In just one month, the world watched 27 centuries of Harlem Shake videos. In that time, we could have:
Those of us who are less ambitious could have watched The Lord of The Rings extended edition trilogy (with credits!) two million times or thrown a Law and Order marathon, viewing every episode in the franchise more than 33 thousand times.
The Harlem Shake is different from most YouTube trends, because we didn’t just watch Harlem Shake videos, we made Harlem Shake videos; and we made a lot of them. Companies, brands, sports teams, college students, and even cartoons uploaded videos throughout February. Those uploads peaked on February 15th, and many declared the trend dead. Last week, however, the Miami Heat proved that the trend is still very much alive when the team shared a Harlem Shake video that acquired more than 28 million views in just five days.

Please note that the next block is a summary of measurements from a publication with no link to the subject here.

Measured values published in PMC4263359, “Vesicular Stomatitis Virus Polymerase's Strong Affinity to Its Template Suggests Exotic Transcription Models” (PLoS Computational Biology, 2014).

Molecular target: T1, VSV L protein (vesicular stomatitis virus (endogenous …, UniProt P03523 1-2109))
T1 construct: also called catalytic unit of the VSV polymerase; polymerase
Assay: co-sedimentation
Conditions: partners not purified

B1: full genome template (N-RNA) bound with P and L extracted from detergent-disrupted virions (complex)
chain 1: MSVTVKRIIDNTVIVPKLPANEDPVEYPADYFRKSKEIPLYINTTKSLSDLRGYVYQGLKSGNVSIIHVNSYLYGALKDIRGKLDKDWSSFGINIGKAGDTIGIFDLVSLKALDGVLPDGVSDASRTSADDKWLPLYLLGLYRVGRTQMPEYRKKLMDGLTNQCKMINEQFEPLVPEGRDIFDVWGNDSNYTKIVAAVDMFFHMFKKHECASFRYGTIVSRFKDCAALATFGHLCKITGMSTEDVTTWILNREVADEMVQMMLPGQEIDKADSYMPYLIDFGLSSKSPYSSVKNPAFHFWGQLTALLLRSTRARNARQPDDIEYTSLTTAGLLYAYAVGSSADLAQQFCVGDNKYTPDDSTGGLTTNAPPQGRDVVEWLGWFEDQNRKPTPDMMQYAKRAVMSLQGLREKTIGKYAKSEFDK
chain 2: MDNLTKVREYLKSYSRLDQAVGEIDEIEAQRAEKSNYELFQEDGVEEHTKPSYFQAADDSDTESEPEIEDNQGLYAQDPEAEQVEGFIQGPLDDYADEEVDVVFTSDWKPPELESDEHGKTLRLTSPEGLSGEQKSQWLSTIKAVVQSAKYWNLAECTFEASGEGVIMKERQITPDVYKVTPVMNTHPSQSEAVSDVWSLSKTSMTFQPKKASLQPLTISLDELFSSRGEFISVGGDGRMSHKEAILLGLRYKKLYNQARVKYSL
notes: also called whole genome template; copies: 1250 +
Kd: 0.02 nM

How much time did we spend watching videos from popular celebrities and brands?
Most Harlem Shake videos are around 30 seconds long. How do those 30 seconds stack up to those other famous 30 second spots?
Not only did Harlem Shake videos get more views than Super Bowl ads, they got more likes. The top 10 Harlem Shake videos average 127k likes, more than six times the Super Bowl average of 20.5k likes.
Brand engagement is great, but a number of videos made news for their negative consequences. Some Harlem Shake videos got players banned from teams and others got teams banned from playoffs. Some people were fired for their Harlem Shakes. So, with a month of the Harlem Shake behind us, we wish it well as it (hopefully) rides off into the sunset. RIP, Harlem Shake. It’s been fun.